As spring fast approaches, Bulgaria Air is pondering the next steps it needs to take as a part of its fleet modernization.
According to the Bulgarian national flag carrier’s CEO Yanko Georgiev, a decision on which aircraft Bulgaria Air wants to buy could happen before the summer. While talking with international aviation news website AIN online, Georgiev said:
“Negotiations are on-going with at least two providers of single-aisle aircraft.” “We would like to evolve to a single type fleet to achieve cost reductions and optimize processes like pilot training and maintenance.”
Bulgaria Air wants to have a fleet of 15 aircraft
Currently, the privately-owned airline operates a fleet of four Embraer E190s and six Airbus A319/320s on a network of 22 destinations in Europe, Russia, and the Middle East.
Georgiev added: “The aim is to grow the fleet to possibly 15 narrow-bodied aircraft over the next four to five years”
An increase in aircraft would support the planned growth of Bulgaria Air on scheduled flights and help to expand its Aircraft, Crew, Maintenance, and Insurance (ACMI) business along with charter operations.
Bulgaria Air operates as a feeder for Air Italy
Following the grounding of the Boeing 737 MAX last March after two deadly crashes, Bulgaria Air signed its first ACMI agreement with Air Italy to cover the Italian airlines three grounded 737s. This agreement later led to Bulgaria Air signing a codeshare agreement to act as a feeder airline for Air Italy’s five destinations in North America from its base at Milan Malpensa Airport (MXP) in northern Italy. When speaking about the airlines ACMI business and overall growth, Georgiev said:
“We have a quite active charter flying program in summer, but winter is the low season. We are a small airline and cannot afford to park our aircraft for a couple of months, so we will for sure further develop the ACMI business and diversify our model.
“Our passenger traffic has been growing on average by three to four percent per year since the privatization of the company and we anticipate continuing this growth.” “Bulgaria is becoming more attractive for tourists and the country’s economy is growing as well.”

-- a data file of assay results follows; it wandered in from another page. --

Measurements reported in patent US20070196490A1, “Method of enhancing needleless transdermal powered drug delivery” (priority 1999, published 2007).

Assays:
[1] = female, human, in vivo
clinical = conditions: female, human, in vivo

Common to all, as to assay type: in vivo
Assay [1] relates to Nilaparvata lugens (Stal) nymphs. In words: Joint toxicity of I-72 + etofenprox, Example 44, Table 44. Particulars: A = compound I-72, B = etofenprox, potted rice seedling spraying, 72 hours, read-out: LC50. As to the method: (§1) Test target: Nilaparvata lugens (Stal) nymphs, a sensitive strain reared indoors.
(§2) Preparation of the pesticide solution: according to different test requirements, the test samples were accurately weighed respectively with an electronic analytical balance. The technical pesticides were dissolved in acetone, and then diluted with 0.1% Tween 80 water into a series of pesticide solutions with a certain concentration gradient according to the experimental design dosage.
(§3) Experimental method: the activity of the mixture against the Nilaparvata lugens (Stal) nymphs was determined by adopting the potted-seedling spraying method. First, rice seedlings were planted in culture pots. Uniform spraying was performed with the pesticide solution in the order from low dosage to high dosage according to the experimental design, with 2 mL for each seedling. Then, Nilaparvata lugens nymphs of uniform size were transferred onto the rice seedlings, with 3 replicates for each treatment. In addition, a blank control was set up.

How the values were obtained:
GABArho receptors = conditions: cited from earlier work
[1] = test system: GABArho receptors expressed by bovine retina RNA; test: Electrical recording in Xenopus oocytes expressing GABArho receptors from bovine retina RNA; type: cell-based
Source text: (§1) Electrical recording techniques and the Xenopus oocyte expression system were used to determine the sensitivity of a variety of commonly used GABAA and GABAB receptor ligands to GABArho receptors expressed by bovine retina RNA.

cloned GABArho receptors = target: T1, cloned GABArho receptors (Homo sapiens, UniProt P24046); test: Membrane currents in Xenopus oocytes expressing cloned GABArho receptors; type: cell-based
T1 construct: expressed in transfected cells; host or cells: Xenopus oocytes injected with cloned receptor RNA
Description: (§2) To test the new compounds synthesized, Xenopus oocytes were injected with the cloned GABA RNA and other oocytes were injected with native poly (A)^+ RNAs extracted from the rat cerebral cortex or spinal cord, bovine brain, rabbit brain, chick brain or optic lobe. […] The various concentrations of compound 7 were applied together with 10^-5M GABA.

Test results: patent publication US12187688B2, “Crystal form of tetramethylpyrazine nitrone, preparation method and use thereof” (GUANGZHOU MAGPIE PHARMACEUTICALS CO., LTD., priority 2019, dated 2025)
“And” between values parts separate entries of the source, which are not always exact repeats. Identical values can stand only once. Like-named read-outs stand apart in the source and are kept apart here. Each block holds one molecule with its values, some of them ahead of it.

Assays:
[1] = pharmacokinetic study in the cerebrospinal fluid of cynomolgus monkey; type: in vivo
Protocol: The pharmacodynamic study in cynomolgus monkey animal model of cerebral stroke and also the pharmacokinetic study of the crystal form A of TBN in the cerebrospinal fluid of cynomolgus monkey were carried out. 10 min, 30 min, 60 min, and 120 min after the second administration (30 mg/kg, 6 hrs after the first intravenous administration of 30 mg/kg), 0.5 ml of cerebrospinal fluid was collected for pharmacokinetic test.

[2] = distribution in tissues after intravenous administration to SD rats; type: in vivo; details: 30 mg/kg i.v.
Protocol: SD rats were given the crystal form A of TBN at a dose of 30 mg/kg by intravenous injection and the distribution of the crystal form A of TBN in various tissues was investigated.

Somewhat surprisingly, given that nearly all short and medium-haul airlines have cut back on their offerings, Bulgaria Air operates using a full-service business model, something that Georgiev was keen to point out saying:
“We are one of the few European airlines still offering a full-service on-board on short and medium-haul flights.”
What aircraft should Bulgaria Air buy?
Now taking a look at Bulgaria Air as an outsider and given the fact that Georgiev said he would like to operate a single type of aircraft to streamline operations, what options does Bulgaria Air have? Firstly, I think we can rule out the Boeing 737 MAX no matter how aggressively the Seattle planemaker tries to market the plane to potential buyers. The same goes for Embraer E-Jet family of aircraft which leaves just Airbus as the most likely contender.
Despite being an A320 pilot, Georgiev has to recognize how the Airbus A220 is revolutionizing narrow-body aircraft. Now considering Bulgaria Air wants to continue to operate as a full-service airline, the A220 was built with passenger comfort in mind. The plane offers wider than normal seats, larger windows and more room in the overhead bins, making it feel more like a wide-body jet.
Compared to other aircraft of its type, the A220 is extremely fuel-efficient and has a range of 3,700 miles, which is more than enough to cover the Bulgaria Air network.
What new aircraft do you think Bulgaria Air should buy? Please let us know in the comments section.